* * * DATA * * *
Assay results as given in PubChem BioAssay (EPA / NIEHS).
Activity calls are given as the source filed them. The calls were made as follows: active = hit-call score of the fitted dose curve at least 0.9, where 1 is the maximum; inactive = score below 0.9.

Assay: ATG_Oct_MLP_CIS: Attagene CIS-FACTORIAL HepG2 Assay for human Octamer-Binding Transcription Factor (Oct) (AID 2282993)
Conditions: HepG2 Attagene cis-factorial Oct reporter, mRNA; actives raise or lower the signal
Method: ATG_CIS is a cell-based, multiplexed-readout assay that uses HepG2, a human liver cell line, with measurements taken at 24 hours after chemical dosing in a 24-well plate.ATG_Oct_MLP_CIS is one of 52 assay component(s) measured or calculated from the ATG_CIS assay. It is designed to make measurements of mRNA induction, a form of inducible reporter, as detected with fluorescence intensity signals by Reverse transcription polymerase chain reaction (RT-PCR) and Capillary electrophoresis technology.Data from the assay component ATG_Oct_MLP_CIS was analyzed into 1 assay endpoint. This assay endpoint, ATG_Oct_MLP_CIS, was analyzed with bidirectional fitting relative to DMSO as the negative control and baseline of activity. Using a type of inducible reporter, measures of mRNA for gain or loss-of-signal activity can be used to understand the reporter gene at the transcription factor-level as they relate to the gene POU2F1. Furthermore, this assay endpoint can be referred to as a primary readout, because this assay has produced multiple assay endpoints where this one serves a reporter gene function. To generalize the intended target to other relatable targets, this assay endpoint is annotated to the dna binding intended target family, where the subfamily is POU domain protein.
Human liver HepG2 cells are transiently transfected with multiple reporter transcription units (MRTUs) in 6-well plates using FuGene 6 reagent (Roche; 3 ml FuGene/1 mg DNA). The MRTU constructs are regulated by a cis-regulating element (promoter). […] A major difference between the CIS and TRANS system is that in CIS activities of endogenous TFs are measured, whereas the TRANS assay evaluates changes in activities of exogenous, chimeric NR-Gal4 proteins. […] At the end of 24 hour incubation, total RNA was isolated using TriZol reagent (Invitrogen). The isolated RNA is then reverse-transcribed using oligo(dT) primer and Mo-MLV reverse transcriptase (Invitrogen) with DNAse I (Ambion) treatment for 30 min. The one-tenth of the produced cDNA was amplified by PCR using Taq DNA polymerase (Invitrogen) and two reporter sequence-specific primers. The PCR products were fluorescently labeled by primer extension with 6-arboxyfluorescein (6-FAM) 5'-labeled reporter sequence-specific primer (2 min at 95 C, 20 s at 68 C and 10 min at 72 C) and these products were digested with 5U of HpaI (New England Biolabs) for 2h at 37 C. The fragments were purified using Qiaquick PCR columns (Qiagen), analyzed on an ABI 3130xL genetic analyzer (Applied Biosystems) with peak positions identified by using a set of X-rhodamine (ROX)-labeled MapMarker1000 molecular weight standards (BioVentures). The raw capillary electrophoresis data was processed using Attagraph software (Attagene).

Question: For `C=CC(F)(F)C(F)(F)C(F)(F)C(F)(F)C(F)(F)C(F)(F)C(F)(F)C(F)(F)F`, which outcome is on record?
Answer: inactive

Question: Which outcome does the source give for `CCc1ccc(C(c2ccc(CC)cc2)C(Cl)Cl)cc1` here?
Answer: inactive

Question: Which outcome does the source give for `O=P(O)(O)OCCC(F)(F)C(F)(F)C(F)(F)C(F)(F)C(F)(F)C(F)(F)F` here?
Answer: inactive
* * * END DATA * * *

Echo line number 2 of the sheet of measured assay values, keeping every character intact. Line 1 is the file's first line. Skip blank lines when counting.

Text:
Activity calls are given as the source filed them. The calls were made as follows: active = hit-call score of the fitted dose curve at least 0.9, where 1 is the maximum; inactive = score below 0.9.